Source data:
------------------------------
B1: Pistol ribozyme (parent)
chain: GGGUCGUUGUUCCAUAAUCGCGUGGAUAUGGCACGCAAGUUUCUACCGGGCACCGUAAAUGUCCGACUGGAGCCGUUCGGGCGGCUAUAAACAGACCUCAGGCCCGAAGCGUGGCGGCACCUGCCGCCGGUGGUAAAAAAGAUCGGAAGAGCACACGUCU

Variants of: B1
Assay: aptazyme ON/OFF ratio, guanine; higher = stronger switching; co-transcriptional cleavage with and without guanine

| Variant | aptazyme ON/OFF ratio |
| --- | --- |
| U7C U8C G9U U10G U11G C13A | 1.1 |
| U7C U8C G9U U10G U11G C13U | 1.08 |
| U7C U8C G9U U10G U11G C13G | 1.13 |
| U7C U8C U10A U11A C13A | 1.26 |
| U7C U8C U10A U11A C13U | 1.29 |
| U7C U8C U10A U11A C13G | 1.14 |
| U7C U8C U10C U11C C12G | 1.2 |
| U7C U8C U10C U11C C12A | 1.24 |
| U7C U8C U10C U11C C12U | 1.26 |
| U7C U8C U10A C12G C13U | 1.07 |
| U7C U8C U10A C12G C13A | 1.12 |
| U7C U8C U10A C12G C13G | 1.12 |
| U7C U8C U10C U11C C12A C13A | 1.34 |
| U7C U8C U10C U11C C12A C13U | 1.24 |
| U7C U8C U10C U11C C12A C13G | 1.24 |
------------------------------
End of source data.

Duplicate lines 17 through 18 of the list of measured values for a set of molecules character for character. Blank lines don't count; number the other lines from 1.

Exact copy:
| U7C U8C U10A C12G C13A | 1.12 |
| U7C U8C U10A C12G C13G | 1.12 |